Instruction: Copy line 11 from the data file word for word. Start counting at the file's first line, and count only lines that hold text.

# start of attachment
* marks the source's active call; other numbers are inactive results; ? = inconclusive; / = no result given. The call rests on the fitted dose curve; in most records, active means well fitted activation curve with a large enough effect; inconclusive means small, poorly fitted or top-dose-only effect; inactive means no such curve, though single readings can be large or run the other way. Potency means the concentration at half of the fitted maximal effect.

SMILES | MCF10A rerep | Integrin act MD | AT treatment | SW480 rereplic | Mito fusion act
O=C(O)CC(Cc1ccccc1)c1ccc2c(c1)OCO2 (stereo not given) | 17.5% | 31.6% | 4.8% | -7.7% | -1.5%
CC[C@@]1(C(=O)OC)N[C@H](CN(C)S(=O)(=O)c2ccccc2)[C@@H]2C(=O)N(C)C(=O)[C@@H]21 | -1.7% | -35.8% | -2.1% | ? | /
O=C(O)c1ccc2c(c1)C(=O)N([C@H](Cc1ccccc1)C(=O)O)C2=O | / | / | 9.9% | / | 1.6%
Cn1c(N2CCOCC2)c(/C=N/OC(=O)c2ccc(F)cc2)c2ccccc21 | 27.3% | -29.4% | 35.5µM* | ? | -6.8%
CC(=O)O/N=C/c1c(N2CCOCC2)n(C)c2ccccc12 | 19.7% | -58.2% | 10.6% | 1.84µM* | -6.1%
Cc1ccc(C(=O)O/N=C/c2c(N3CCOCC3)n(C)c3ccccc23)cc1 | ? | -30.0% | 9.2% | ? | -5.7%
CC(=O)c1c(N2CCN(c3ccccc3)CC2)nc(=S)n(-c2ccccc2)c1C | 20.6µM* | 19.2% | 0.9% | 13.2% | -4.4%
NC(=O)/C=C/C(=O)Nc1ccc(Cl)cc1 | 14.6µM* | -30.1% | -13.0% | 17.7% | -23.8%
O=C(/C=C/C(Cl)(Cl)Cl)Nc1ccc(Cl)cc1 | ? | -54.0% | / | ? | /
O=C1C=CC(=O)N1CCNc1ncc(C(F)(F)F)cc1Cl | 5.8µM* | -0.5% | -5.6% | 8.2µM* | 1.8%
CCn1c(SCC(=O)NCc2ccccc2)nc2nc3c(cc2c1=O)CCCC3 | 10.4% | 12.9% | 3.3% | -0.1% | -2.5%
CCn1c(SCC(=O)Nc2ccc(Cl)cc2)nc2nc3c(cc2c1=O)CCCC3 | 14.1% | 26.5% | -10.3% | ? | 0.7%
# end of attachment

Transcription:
O=C(/C=C/C(Cl)(Cl)Cl)Nc1ccc(Cl)cc1 | ? | -54.0% | / | ? | /